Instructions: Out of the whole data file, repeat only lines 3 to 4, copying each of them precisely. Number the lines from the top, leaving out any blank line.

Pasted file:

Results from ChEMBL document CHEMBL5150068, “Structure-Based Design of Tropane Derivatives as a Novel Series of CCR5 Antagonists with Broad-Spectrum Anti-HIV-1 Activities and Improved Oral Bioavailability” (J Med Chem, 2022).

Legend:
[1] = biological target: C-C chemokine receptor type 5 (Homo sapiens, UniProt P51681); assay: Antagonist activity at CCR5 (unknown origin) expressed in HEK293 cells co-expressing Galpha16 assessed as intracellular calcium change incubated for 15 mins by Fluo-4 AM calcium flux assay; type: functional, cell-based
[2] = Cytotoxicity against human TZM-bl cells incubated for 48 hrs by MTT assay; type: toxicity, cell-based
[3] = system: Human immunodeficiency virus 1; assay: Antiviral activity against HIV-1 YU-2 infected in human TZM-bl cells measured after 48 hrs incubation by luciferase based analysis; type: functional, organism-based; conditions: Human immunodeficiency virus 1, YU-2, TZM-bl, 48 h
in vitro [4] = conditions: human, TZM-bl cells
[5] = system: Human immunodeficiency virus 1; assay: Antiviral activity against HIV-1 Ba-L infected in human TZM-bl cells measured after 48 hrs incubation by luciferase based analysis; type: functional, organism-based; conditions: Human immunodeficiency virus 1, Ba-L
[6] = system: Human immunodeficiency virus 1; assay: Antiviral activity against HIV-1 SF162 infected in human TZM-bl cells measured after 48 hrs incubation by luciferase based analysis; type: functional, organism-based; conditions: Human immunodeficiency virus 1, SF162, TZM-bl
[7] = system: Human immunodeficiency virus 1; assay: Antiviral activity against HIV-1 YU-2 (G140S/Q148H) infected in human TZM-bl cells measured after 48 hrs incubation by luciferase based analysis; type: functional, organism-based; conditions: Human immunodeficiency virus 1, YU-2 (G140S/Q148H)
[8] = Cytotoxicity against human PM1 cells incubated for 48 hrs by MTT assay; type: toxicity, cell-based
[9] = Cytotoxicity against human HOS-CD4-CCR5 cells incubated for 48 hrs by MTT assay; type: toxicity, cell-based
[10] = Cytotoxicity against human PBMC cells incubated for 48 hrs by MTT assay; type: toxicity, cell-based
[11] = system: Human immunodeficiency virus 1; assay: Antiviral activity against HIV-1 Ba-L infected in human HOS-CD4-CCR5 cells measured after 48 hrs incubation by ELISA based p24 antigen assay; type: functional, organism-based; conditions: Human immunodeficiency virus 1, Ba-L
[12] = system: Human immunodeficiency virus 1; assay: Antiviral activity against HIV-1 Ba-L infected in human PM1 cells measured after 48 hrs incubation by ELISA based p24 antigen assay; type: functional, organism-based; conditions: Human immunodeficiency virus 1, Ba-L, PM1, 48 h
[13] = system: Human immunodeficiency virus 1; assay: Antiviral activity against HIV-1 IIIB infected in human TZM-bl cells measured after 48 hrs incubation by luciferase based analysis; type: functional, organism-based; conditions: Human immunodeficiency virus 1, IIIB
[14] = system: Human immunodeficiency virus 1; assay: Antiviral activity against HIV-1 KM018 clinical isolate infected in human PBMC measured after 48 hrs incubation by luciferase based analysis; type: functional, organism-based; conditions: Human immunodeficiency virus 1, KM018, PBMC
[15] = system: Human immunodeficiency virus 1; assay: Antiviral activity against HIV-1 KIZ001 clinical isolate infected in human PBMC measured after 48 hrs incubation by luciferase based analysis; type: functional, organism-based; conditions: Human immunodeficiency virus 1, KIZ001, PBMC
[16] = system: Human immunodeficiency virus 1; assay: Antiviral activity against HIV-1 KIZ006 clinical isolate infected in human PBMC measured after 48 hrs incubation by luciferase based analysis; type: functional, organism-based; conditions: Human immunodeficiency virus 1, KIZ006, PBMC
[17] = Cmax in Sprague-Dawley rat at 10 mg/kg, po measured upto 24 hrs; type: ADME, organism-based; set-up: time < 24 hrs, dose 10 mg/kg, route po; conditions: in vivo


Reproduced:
[1] = biological target: C-C chemokine receptor type 5 (Homo sapiens, UniProt P51681); assay: Antagonist activity at CCR5 (unknown origin) expressed in HEK293 cells co-expressing Galpha16 assessed as intracellular calcium change incubated for 15 mins by Fluo-4 AM calcium flux assay; type: functional, cell-based
[2] = Cytotoxicity against human TZM-bl cells incubated for 48 hrs by MTT assay; type: toxicity, cell-based